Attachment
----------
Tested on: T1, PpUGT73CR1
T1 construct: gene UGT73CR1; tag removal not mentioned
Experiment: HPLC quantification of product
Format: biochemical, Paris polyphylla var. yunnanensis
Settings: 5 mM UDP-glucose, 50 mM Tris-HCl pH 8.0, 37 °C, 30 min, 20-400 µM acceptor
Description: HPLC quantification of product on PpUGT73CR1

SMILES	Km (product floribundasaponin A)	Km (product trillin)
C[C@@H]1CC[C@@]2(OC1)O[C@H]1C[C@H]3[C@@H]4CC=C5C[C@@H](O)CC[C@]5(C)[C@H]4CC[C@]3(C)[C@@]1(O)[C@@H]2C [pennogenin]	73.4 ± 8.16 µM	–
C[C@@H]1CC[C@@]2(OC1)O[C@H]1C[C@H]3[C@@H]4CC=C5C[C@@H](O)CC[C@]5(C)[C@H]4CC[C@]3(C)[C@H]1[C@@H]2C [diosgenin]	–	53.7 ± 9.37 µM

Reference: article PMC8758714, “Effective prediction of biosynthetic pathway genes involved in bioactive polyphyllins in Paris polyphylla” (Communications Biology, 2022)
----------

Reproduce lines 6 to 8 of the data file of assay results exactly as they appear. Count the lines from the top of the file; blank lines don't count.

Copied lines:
Description: HPLC quantification of product on PpUGT73CR1

SMILES	Km (product floribundasaponin A)	Km (product trillin)
C[C@@H]1CC[C@@]2(OC1)O[C@H]1C[C@H]3[C@@H]4CC=C5C[C@@H](O)CC[C@]5(C)[C@H]4CC[C@]3(C)[C@@]1(O)[C@@H]2C [pennogenin]	73.4 ± 8.16 µM	–